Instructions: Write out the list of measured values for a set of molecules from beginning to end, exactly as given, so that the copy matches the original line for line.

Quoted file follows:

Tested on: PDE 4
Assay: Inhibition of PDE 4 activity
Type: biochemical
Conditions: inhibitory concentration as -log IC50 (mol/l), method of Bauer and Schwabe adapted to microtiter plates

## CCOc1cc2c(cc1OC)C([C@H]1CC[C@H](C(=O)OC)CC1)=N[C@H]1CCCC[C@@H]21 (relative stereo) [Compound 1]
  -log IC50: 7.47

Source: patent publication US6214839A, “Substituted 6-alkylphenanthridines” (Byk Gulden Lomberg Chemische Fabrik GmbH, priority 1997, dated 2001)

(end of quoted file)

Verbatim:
Tested on: PDE 4
Assay: Inhibition of PDE 4 activity
Type: biochemical
Conditions: inhibitory concentration as -log IC50 (mol/l), method of Bauer and Schwabe adapted to microtiter plates

## CCOc1cc2c(cc1OC)C([C@H]1CC[C@H](C(=O)OC)CC1)=N[C@H]1CCCC[C@@H]21 (relative stereo) [Compound 1]
  -log IC50: 7.47

Source: patent publication US6214839A, “Substituted 6-alkylphenanthridines” (Byk Gulden Lomberg Chemische Fabrik GmbH, priority 1997, dated 2001)